Online Encyclopedia Search Tool

Your Online Encyclopedia


Online Encylopedia and Dictionary Research Site

Online Encyclopedia Free Search Online Encyclopedia Search    Online Encyclopedia Browse    welcome to our free dictionary for your research of every kind

Online Encyclopedia

Iran hostage crisis

The Iran hostage crisis was a 444-day period during which the new government of Iran held hostage 66 citizens of the United States. It is believed by many to have caused President Jimmy Carter of the United States to lose his re-election attempt, and punctuated the first fundamentalist Islamic revolution of modern times. It began on November 4, 1979 and lasted until January 20, 1981.

Iran's new leader, Ayatollah Ruhollah Khomeini, instigated the crisis on November 1, 1979 when he urged his people to demonstrate and expand attacks on United States and Israeli interests on November 4. The U.S. embassy was seized by a mob of around 500 Iranian students (although reported numbers vary from 300 to 2000) calling themselves the Imam's Disciples. Part of a crowd of thousands gathered around the embassy in protest. The 90 occupants of the embassy were held and the 66 Americans were made prisoners. The hostages were often shown blindfolded to local crowds and television cameras.

During the riot, six Americans escaped in the confusion and fled to the Canadian Embassy in Iran, under the hospitality of Canadian Ambassador Ken Taylor. Mark Lijek, Cora Amburn Lijek, Joseph Stafford, Kathleen Stafford, Robert Anders and Henry Lee Schatz were then given fake Canadian passports so they were able to leave the Canadian Embassy, without being identified as Americans, after it had closed. Thirteen of the hostages were released on November 19 and 20 (the women and African-Americans in the group) but the remaining 52 continued to be held (one further hostage was released because of illness on July 11, 1980).

The students justified taking the hostages by claiming that it was a retaliation for the admission of Iran's deposed Shah, Pahlavi, into the United States for cancer treatments back in October . However, in actuality, the hostage-taking was less based around one specific event and was instead an act of demonstrating that the new Iranian government was well capable of opposing the Americans. It was also an act of retaliation against the United States' years of support of the Shah's totalitarian rule.

Ruhollah Khomeini was viciously anti-American in his rhetoric, denouncing the American government as the "Great Satan" and "enemies of Islam." The embassy had in fact been briefly seized once before during the revolution.

The U.S. President at the time, Jimmy Carter, immediately applied economic and diplomatic pressure on Iran: oil imports from Iran were ended on November 12, 1979, Iranians in the U.S. were expelled, and around $8 billion of Iranian assets in the U.S. were frozen on November 14, 1979.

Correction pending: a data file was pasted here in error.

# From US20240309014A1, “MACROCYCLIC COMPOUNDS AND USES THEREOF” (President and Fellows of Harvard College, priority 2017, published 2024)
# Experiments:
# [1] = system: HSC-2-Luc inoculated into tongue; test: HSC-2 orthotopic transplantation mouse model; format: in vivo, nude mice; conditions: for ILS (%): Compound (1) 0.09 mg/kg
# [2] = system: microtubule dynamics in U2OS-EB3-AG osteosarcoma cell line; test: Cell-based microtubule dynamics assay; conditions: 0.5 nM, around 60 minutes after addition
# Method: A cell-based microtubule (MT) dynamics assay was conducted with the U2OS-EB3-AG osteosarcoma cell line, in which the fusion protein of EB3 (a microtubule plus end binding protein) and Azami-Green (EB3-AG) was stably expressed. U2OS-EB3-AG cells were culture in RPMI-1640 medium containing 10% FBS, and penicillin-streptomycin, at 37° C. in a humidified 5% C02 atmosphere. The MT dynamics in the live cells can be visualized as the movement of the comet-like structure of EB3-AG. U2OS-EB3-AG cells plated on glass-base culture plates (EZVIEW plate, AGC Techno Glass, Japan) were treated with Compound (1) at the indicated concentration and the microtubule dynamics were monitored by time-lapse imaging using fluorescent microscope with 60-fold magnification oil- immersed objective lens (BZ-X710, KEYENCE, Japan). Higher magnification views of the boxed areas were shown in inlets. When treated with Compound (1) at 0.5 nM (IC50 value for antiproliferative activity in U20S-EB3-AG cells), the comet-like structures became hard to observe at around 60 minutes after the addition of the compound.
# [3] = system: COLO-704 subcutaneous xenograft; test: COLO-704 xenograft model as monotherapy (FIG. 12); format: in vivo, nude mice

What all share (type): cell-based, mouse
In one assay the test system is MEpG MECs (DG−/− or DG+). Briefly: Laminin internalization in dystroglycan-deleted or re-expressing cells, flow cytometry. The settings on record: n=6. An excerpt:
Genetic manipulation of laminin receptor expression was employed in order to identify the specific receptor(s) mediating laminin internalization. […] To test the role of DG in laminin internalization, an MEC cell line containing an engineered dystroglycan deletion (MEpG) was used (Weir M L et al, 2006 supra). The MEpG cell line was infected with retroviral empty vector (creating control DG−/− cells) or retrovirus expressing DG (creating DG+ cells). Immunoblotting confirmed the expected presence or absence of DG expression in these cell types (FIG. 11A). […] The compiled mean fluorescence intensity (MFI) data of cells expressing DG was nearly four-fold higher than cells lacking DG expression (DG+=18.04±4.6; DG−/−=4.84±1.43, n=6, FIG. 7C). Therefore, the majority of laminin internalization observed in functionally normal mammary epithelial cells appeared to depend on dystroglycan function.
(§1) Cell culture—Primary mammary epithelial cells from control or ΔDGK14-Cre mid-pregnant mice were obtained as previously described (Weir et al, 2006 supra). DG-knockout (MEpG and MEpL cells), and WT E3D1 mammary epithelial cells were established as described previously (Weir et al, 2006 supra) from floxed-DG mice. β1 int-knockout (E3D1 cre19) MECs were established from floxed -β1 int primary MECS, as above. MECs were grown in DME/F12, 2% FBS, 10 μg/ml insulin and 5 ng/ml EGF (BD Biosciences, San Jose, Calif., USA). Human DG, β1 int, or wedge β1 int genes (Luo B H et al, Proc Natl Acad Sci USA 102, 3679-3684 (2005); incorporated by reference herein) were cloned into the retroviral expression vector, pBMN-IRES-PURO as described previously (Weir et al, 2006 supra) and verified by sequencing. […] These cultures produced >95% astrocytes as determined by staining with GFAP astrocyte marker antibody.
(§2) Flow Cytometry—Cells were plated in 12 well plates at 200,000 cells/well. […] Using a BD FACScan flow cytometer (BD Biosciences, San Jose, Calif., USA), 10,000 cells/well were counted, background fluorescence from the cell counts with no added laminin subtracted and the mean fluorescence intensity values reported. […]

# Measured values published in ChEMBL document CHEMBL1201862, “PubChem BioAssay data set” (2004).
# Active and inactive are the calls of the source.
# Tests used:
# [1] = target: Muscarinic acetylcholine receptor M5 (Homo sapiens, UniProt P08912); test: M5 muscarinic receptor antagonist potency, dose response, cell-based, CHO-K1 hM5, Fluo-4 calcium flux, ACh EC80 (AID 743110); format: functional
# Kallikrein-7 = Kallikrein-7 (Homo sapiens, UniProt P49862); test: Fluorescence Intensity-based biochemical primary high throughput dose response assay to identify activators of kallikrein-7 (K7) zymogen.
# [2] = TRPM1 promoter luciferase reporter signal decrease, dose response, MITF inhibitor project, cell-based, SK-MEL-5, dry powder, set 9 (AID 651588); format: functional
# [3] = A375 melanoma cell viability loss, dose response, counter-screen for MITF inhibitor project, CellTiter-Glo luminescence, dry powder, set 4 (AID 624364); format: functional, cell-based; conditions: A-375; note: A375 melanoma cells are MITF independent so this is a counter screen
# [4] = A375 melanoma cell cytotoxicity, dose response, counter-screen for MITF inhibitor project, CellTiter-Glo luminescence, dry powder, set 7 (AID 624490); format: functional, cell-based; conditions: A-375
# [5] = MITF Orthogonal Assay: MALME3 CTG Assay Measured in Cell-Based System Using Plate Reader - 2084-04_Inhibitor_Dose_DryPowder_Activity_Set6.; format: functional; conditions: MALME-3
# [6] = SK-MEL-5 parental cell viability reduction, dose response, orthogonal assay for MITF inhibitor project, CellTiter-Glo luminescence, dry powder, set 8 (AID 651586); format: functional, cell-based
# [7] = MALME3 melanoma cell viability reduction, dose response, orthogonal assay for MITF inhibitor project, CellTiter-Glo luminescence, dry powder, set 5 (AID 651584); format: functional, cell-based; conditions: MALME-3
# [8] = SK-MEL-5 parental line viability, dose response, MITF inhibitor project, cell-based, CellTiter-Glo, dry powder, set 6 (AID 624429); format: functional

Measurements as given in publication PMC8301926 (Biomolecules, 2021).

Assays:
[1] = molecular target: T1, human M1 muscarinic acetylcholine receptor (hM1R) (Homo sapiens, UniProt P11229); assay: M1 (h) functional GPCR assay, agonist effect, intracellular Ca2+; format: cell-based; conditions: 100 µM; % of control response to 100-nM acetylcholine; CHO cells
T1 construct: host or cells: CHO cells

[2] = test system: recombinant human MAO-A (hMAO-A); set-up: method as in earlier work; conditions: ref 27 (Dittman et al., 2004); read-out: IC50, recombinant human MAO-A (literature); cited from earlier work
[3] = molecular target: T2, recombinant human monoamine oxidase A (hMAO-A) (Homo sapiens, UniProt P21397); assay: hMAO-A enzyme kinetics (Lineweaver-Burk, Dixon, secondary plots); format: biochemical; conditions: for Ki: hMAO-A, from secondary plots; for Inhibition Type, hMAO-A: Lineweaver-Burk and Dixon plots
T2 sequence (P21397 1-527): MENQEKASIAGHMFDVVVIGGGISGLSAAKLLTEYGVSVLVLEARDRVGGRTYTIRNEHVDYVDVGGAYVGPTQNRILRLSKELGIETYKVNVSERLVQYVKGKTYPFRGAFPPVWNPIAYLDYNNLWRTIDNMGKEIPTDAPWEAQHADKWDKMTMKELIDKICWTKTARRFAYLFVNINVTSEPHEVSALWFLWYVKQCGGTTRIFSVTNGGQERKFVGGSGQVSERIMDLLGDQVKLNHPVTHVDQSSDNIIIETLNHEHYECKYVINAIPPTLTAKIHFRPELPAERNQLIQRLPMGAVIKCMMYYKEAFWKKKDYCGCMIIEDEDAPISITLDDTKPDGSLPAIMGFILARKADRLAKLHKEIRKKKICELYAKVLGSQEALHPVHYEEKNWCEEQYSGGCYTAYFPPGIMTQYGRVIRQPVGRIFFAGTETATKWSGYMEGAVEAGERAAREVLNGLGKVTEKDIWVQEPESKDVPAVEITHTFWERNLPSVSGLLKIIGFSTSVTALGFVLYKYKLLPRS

Carter pledged himself to preserving the lives of the hostages, but beyond the initial measures he could do little. Ruhollah Khomeini did order the release of 13 female and African-Americans on November 17, 1979.

In February of 1980, the Iranian government issued a set of demands in return for freeing the hostages. They demanded the return of the Shah to Iran, and certain diplomatic gestures including an apology for prior American actions in Iran and a promise to not to interfere in the future.

Rejecting the Iranian demands, Carter approved an ill-conceived secret rescue mission: Operation Eagle Claw. On the night of April 24-25, 1980 —as the first part of the operation— a number of C-130 transport airplanes rendezvoused with nine RH-53 helicopters at an airstrip in the Great Salt Desert of South-Eastern Iran. Two helicopters broke down in a sandstorm and a third one was damaged on landing. The mission was aborted, but as the aircraft took off again one helicopter clipped a C-130 and crashed, killing eight U.S. servicemen and injuring more than four. The dead bodies of some of these soldiers were paraded through the streets of Tehran during massive street protests, all in front of television cameras broadcasting worldwide. Mission material was left behind for the Iranians to discover and later display to the world's media.

In the U.S. administration Cyrus Vance resigned, having opposed the action.

In 1980, the death of the Shah (July 27) and the invasion of Iran by Iraq in September made the Iranians more receptive to resolving the hostage crisis.

In the United States, Carter lost the November 1980 presidential election to Ronald Reagan. Most analysts believe Carter's inability to solve the hostage crisis played a large role in his defeat. See the entry at October Surprise for controversial allegations that the hostage release was delayed until after the election.

The hostages come home, as celebrated on the streets of Washington, D.C.
The hostages come home, as celebrated on the streets of Washington, D.C.

Shortly after the election, with the assistance of Algerian intermediaries, successful negotiations began between the U.S. and Iran. On the day of President Reagan's inauguration, the hostages were freed in exchange for the unfreezing of Iranian assets. They were 444 days in captivity. The hostages were flown to Wiesbaden Air Force Base in West Germany, where they were received by former President Jimmy Carter (as an emissary for the Reagan administration), and from there they took a second flight to Washington, D.C., where they received a hero's welcome.

Last updated: 11-08-2004 00:35:24